Monday, March 26, 2018

If Only Beria had Succeeded Stalin, Things Would’ve Been So Much Better, Some Russians Feel

Paul Goble

            Staunton, March 26 – One of the more unusual and simultaneously amusing and disturbing developments in recent Russia history has been the revisionist treatment of Stalin’s notorious secret police chief Lavrenty Beria, with some Russians presenting him as the best and certainly most underrated of Stalin’s comrades in arms at the end of his life.

            Now, the Russian7 portal which regularly runs stories about various personalities and events in Russian and Soviet history has weighed in with a lengthy article suggesting that the Soviet Union and indeed the world would have been far better off if Beria rather than Khrushchev had succeeded Stalin (

            The portal’s Taras Repin argues that on Stalin’s death, there were only four real pretenders for his position: Beria, Khrushchev, Malenkov and Bulganin. But Beria because of his control over the force structures was “the real head of the country” in the first weeks after Stalin’s passing.

            Using his position, Beria replaced the interior ministers and the heads of interior ministry offices “in all union republics and in a majority of the regions of the RSFSR,” and they in turn installed people loyal to Beria and his position in subordinate posts, Repin continues.  Beria also organized an amnesty for most prisoners and ended several cases against political prisoners.,

            Even more radically, he took steps intended to “liquidate the collective farm system and broaden the rights of all the republics within the USSR” and supported “a rapprochement between the USSR and the West.”  Had he used his police powers against his opponents, he might have set himself in place to rule for years.
            “Many contemporary historians,” Repin says, “suppose that with the death of Beria, we lost a talented and active figure. They are certain that socialism under Lavrenty Beria would have continued to develop ‘successfully and harmoniously’ and the construction of a communist society in the USSR would have become completely real.”

            Beria biographer Sergey Kremlyev argues that the USSR has good prospects in the 1950s and that a Malenkov-Beria regime with Beria being the power behind the throne would have changed the entire future of the Soviet Union. Khrushchev might have retained a place in the Politburo but without a significant power base.

            Further, the historian says, “had Beria remained in power, then the entire history of the planet could have developed according to an entirely different scenario: one not defined by militarization and capitalization but by the construction of a worthy and just community of toilers.”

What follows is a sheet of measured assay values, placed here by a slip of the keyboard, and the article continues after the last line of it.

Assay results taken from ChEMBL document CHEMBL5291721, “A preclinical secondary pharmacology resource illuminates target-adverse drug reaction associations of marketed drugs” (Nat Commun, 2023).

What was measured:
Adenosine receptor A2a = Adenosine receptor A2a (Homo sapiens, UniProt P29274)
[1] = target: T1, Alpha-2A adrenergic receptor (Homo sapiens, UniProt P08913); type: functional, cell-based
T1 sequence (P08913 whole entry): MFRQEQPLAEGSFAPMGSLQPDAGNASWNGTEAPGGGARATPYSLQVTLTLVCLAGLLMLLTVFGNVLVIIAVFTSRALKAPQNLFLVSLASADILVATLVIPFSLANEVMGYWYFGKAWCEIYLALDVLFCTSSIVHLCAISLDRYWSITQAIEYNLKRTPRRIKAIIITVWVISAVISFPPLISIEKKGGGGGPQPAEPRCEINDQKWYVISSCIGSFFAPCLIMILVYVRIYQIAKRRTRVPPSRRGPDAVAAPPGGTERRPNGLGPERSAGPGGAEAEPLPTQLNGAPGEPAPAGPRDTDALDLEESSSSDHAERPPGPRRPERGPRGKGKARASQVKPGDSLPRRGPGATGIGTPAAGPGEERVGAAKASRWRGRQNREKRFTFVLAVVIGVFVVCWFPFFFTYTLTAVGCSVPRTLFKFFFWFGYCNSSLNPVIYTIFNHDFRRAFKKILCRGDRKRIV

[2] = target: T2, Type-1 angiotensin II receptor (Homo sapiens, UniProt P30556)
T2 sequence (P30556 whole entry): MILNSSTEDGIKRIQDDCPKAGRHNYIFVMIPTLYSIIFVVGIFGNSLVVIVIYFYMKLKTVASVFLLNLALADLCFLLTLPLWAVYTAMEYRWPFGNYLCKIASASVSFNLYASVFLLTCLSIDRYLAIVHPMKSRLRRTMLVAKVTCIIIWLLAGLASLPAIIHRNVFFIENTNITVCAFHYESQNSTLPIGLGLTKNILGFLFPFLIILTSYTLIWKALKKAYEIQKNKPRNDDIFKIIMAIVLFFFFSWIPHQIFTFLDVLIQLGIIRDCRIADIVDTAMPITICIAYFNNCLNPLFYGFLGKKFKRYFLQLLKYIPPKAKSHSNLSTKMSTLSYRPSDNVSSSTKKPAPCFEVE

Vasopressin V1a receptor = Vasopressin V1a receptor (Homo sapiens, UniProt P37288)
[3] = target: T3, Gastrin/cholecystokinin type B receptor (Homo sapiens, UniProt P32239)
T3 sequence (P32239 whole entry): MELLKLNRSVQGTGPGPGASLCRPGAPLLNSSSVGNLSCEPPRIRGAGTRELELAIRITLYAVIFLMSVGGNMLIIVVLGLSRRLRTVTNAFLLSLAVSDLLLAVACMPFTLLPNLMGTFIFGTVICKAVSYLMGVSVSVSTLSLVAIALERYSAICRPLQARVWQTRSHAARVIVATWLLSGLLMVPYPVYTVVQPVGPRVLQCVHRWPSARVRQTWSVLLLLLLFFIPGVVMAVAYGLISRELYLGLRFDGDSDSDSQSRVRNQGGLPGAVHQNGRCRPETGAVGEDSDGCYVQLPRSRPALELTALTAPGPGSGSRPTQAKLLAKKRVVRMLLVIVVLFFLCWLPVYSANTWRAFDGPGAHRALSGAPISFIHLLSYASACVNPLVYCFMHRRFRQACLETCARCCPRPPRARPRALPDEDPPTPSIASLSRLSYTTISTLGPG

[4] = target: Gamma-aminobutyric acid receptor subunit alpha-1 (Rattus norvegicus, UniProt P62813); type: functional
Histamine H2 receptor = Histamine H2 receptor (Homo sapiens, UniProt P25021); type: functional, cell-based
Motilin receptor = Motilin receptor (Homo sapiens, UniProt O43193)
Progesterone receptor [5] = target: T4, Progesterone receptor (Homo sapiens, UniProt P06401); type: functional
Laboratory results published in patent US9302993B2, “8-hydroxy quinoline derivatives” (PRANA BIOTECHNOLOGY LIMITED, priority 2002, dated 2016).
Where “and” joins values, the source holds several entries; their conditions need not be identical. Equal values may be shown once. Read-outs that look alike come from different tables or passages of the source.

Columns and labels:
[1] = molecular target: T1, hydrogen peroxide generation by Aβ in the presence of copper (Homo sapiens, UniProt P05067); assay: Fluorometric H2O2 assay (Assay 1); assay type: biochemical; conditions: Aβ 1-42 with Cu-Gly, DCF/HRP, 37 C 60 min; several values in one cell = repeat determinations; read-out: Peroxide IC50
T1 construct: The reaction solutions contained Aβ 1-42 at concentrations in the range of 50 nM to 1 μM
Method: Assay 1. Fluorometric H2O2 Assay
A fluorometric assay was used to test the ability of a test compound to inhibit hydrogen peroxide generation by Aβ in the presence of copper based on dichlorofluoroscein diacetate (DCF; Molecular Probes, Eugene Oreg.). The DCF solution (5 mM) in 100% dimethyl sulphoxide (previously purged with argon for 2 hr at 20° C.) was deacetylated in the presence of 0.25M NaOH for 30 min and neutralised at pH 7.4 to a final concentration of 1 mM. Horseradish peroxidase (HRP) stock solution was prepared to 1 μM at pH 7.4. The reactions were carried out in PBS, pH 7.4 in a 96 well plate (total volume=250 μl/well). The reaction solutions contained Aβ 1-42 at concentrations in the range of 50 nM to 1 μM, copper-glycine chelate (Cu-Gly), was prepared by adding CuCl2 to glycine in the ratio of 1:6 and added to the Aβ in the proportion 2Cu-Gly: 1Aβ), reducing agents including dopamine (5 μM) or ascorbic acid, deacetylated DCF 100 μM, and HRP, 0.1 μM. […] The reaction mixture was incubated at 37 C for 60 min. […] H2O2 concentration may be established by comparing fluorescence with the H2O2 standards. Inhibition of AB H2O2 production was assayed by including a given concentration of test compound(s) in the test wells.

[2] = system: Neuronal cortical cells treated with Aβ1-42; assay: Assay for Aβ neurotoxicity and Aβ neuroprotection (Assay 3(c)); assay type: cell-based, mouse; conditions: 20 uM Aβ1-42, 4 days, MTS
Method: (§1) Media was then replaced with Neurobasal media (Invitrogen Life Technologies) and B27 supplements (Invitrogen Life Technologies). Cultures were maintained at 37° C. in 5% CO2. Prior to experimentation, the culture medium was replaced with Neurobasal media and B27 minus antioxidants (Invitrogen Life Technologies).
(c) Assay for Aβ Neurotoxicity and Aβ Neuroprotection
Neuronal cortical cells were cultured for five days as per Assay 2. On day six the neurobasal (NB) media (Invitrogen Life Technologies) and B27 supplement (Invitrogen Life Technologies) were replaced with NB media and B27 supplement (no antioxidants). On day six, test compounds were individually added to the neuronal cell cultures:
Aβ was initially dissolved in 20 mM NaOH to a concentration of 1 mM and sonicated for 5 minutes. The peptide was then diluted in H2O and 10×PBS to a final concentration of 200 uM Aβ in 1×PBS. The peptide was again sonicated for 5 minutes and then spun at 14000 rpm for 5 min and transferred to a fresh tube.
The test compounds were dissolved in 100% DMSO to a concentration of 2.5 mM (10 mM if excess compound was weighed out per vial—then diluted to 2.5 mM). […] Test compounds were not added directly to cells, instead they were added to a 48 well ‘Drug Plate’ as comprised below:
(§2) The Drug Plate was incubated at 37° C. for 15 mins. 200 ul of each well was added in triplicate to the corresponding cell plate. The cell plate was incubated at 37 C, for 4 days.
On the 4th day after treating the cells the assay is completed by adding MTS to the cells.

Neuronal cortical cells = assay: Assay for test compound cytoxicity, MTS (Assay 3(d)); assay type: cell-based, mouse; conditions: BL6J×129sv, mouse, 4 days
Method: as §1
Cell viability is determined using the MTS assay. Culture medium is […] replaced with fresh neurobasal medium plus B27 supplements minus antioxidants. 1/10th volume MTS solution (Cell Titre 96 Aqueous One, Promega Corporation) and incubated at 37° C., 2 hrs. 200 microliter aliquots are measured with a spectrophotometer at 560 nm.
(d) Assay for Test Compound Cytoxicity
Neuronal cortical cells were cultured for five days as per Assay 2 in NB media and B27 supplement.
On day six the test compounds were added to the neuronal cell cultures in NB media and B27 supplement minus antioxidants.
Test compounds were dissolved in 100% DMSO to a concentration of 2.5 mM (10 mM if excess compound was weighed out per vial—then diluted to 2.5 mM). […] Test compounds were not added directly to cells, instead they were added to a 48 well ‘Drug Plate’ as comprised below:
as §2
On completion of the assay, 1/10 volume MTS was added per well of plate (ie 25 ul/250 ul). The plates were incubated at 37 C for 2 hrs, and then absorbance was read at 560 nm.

Many give Khrushchev credit for overthrowing the cult of Stalin, but in fact, Repin says, Beria took the lead in that, having ended the doctors’ plot Stalin had initiated and releasing all those who had been falsely charged.  “All of them were rehabilitated in the course of a two-week period.”
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            Many are “certain” that if Beria had remained in power he would have reviewed and overturned the cases of all those who were repressed; and some argue that he would have promoted democracy by giving passports to the peasants, something the Soviet leadership didn’t do until the 1970s, and giving the soviets a dominant role in economic life.

            One of the reasons Khrushchev gave in 1956 for removing Beria from the leadership in 1953 and ultimately ordering his execution was the fear of the other communist leaders that Beria intended to split apart the USSR by supporting nationalists in the republics at the expense of those who looked to Moscow.

            But Beria had few chances to survive in any case, and they would have depended on his acting more like Stalin toward his opponents than he was willing or able to do.  According to one human rights activist, the spirit of Stalinism was still too strong in 1953 for Beria to achieve his goals.

            Consequently, Nikita Petrov, the vice president of Memorial says, when Beria did not act as Stalin had, the others acted against him in a “completely Stalinist” manner.

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